In the latest showdown over watchdog journalism and media ethics in China, a spokesperson for China’s health ministry yesterday criticized media for “violating professional ethics” and “misleading the public” in a story on medical fraud that ran last month in a number of newspapers and on major Web portals and caused a nationwide sensation. In order to investigate the March story, three reporters for the official Website of China News Service submitted green tea as urine samples at a series of Hangzhou hospitals and were delivered (and of course charged for) seemingly improbable diagnoses. [BELOW: Screenshot of coverage of the tea-for-pee story appearing today at Sina.com].
The article in question, “Journalists Pass Tea off as Urine and Submit it for Testing”, appeared on March 20 and announced itself as an expose of poor health practices in the face of growing knowledge of citizens’ rights. “As public understanding of health and awareness of the law is on the rise, the expectations placed on hospitals and caregivers by those suffering from illness are also rising steadily,” the article began. “But the limitations of modern medicine and the irresponsible practices of some health workers have made a tough and hot social topic out of tensions between healthcare and the ailing public.” The article continued:
Lately, many people have come forward with complaints about hospitals. A woman in Hangzhou named Chen paid 2,000 yuan [US$260] for a simple visit to the doctor, but was not even given a bill of particulars listing her prescriptions and diagnosis. One dental clinic charged 4,000 yuan for a ceramic tooth that in fact was a fake alloy. Medical personnel who are clearly general practitioners are billed as professors or experts from major Beijing hospitals.
Then came the tantalizing commercial promise: “Over the last two days, reporters from this site worked together with reporters from the ‘News 007’ program of Zhejiang TV’s Qianjiang Metro Channel to report undercover in these hospitals. The conclusions drawn from just this brief investigation are enough to make people shiver all over with fear.”
The report detailed how one reporter had prepared green tea in a glass jar and submitted it for laboratory analysis at Hangzhou’s Shaoshan Qianjiang Hospital. After asking about his general circumstances, a doctor named Cai asked the reporter to submit a urine sample. The reporter poured a bit of the green tea he had prepared into the urine sample cup and submitted at the laboratory. The results came back within five minutes, showing the reporter had an elevated white cell count and possibly suffered from a urinary tract infection. He was prescribed some medicine and asked to come back if things didn’t improve.
The Ministry of Health spokesperson, Mao Qun’an (毛群安), said yesterday that health experts had deemed the China News Service report unprofessional. It had “misled the public, and was not conducive to maintaining a normal healthcare system or building a harmonious relationship between patients and caregivers.”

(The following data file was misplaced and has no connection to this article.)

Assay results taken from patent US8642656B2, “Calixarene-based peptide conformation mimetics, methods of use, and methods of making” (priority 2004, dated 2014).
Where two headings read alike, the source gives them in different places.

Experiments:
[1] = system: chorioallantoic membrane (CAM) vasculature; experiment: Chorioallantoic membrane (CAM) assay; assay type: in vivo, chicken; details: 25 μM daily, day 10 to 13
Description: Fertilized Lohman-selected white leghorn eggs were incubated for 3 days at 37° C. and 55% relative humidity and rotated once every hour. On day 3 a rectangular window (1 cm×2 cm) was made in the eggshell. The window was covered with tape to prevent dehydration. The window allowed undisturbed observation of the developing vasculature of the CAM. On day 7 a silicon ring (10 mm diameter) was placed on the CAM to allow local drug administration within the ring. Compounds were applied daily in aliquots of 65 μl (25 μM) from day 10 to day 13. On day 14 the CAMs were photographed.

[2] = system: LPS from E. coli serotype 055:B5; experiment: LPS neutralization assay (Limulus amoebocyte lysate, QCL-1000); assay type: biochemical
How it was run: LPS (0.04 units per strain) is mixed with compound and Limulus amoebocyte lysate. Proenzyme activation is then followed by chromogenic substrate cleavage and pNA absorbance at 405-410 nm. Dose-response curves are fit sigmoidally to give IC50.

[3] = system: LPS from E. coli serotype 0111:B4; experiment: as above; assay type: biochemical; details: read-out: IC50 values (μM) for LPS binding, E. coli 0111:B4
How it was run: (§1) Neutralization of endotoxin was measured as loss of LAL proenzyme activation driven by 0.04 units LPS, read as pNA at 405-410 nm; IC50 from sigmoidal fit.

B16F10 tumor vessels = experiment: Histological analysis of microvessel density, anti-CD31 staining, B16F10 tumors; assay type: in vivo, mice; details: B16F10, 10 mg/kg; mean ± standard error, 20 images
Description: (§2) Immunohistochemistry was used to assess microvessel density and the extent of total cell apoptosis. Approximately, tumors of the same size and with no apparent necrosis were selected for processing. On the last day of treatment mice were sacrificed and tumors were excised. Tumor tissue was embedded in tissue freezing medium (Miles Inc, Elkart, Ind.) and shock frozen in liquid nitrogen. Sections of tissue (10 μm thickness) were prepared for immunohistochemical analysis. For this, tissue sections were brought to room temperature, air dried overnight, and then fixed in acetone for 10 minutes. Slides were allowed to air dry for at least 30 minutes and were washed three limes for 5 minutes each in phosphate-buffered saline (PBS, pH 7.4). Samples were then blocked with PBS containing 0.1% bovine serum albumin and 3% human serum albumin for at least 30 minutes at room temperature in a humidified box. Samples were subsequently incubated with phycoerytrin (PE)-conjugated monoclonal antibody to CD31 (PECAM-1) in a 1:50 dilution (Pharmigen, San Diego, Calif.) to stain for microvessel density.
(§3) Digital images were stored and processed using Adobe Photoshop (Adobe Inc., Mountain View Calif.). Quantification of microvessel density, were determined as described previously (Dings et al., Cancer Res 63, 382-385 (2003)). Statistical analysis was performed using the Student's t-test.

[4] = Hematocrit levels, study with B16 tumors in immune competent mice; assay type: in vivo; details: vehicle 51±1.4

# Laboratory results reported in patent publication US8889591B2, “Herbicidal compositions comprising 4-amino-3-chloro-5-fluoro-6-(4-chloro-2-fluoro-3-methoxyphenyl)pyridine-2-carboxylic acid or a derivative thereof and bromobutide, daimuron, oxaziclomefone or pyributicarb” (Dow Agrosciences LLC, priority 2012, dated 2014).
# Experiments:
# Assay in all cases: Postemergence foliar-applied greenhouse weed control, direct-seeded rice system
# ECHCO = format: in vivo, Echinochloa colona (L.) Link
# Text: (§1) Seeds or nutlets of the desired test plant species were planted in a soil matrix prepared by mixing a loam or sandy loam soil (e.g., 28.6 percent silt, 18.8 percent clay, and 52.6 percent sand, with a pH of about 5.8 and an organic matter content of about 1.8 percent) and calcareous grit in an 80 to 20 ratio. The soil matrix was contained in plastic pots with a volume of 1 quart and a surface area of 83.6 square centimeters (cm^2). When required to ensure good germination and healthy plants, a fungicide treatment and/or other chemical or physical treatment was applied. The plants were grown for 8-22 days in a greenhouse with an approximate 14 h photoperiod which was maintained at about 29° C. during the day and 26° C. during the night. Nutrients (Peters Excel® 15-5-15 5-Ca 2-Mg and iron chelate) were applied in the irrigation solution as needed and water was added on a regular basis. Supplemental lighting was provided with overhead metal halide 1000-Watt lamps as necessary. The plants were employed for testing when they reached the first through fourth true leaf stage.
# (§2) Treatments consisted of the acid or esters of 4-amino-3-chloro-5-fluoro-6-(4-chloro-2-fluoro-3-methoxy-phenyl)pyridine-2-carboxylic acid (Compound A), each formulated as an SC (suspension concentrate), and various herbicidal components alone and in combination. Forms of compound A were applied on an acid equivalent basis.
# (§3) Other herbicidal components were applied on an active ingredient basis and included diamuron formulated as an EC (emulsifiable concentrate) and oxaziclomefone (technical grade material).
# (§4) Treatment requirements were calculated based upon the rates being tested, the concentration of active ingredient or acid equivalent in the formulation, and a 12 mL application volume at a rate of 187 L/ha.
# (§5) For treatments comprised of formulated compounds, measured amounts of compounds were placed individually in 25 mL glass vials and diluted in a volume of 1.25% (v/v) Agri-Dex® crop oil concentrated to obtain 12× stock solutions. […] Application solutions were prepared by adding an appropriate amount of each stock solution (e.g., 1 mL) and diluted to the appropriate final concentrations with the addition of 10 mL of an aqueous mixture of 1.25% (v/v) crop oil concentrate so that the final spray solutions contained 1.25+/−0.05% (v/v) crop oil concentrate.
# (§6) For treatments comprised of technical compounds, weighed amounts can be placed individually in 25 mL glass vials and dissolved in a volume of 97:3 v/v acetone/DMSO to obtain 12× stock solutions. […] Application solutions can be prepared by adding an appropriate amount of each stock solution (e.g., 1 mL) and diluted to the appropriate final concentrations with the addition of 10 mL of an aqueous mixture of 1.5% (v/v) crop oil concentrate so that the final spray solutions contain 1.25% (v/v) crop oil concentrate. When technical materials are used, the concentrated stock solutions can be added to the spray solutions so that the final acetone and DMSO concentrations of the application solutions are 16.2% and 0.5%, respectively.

Mao Qun’an said the health ministry had formed an investigative team to deal with this “incident” and that the team was conducting expert analysis at several major hospitals in Beijing. The team had, like the reporters, submitted tea in place of urine samples and found they returned similar results. But the experts were all in agreement that the laboratory equipment was designed to deal with legitimate samples, and would yield results automatically without necessarily determining there was a problem with the samples themselves.
What would media try next, Mao asked rhetorically. Beer? Soy sauce?
The spokesman emphasized that the ministry’s criticism did not mean they discouraged media supervision of the healthcare system. But the precondition of supervision, he said, should be a “respect for science”, and media should first “understand the nature of medical services”.
Undercover exposes have been a popular form of commercialized journalism in China since the mid 1990s, which saw the advent of such offerings as the 60 Minutes-styled “News Probe”, an investigative news program on China Central Television, and the rise of newspaper exposes focusing mostly on low-level corruption or consumer issues.
State funding for China News Service, China’s number-two official newswire, was progressively pulled beginning in the late 1990s, prompting the service to move — like many media peripheral to the Party’s main propaganda organs (CCTV, People’s Daily and Xinhua News Agency) — toward commercial self-sufficiency.
Coverage at QQ.com
[Posted by David Bandurski, April 11, 2007, 12:23pm]